This week I would like to talk about the importance of keeping family history correct and in order, so that future generations will be able to access and add to this information.

When looking at 5 of the first families who settled in the Logan Village area these being the Bishop, Hawkins, Wendt, Storey and Yore, it is interesting to note that of these five families there were 51 children.  Of these 51 children 4 died in infancy and 8 did not marry.  

From the 39 remaining children there were 32 families who married into these Pioneer Families of the District.  These names were Barbour, Beutel, Bloomer,  Buch,  Carter, Davis, Duff, Edmunds, Featherstone, Freney, Gierke, Horgan, Hull,  Irwin, Jenkins, Kingston, Kirby, Laycock, Le grand, Logan, Love, McLennan, Mantell, Minchenton, Muchow, Richards, Smith, Stegemann, Stringfellow, Wilkinson, Williamson and Wright.  It is also interesting when looking at the next generation of children, that some of these surnames come up again, as these descendants find their partners and stay within the area.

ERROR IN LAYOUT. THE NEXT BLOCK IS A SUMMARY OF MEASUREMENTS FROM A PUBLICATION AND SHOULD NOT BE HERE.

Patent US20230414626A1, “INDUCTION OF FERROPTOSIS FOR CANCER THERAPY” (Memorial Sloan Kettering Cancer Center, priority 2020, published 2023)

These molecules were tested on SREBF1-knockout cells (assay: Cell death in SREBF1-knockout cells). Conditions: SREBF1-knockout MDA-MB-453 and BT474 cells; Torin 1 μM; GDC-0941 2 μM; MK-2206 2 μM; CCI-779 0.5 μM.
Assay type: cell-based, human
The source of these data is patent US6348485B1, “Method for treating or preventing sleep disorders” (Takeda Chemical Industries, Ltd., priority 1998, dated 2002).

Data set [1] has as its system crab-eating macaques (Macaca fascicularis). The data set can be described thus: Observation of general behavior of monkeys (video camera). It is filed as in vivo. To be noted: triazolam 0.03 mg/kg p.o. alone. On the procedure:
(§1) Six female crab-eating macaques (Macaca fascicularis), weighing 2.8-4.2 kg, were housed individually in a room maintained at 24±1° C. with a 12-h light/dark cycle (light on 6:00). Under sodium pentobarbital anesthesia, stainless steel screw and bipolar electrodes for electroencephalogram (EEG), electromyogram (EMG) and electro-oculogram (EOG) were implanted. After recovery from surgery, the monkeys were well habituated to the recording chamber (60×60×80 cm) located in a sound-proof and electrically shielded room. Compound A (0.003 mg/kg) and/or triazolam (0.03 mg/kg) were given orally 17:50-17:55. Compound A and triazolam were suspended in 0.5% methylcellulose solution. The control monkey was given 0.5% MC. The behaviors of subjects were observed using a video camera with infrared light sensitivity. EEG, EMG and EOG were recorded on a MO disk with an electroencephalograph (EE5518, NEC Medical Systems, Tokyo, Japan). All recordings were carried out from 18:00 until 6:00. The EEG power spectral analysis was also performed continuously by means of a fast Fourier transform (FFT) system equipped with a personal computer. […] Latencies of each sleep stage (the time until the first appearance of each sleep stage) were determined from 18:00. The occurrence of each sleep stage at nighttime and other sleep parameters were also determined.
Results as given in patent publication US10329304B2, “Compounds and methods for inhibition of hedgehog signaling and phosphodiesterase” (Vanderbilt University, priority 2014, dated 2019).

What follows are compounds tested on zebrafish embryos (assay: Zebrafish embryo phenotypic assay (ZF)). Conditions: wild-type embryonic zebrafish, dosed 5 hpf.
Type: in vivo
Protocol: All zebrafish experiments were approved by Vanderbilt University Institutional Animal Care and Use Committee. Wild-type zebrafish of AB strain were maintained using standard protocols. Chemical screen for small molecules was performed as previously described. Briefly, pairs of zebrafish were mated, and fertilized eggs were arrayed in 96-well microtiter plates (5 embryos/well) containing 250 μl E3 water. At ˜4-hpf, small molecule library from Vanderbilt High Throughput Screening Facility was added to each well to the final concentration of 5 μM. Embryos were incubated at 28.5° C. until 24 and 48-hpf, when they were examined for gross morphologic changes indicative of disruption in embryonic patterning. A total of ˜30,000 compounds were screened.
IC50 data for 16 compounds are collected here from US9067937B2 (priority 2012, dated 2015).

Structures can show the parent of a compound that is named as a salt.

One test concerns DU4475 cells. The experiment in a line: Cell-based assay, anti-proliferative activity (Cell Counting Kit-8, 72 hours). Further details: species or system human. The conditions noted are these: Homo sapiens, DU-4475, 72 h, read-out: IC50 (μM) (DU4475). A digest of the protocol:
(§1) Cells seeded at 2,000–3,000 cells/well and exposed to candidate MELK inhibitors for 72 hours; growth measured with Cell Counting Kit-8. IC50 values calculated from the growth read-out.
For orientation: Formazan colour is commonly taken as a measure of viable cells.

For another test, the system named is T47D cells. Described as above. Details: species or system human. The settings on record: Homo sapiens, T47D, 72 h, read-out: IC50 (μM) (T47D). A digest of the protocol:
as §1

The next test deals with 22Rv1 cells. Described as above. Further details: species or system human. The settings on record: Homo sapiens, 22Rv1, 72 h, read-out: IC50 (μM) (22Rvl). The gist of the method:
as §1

When looking further into the History of the area, you will note some of these families have roads or in 1 case a whole Suburb named in their honour. 

There were families who moved away from the area to gain their own farm land, but we at the Museum have been able to keep a track of where they went to and how they enhanced the area into which they migrated. 

This is where the strength of a growing community gains its pride,  by spreading resources but also keeping in close contact with the general populace. 

There are still many descendants of these families living within the Logan City area, or having moved here only to find that this is where the grass roots of their families are. 

 

Until next time, if there are questions about the area please come and see us at the Museum, 7 days a week 9.00 – 12.00 and we will certainly try to assist you in your quest for knowledge. 

Friday, 27 January 2017 13:45

Jimboomba Times May 2016

What an interesting Month we have had at the Museum.  There have been numerous buses calling in to see us and what stories these visitors have been telling us.    Twice we have been able to connect people on these buses who were related but did not know each other.  They had only come on the tour because they had a connection to Logan Village and wished to know what we could tell them.  By doing this all of our Volunteers on the day were so pleased. 

 

These visitors have assisted by putting names to faces on the School photos.  This is great as it helps to cement the story of the School and those who lived in the area.   There was also talk of the School Banner.  In 1909 this Banner won the competition for Queensland as the best Banner for its time.  This badge of honour is still held by the current Logan Village School.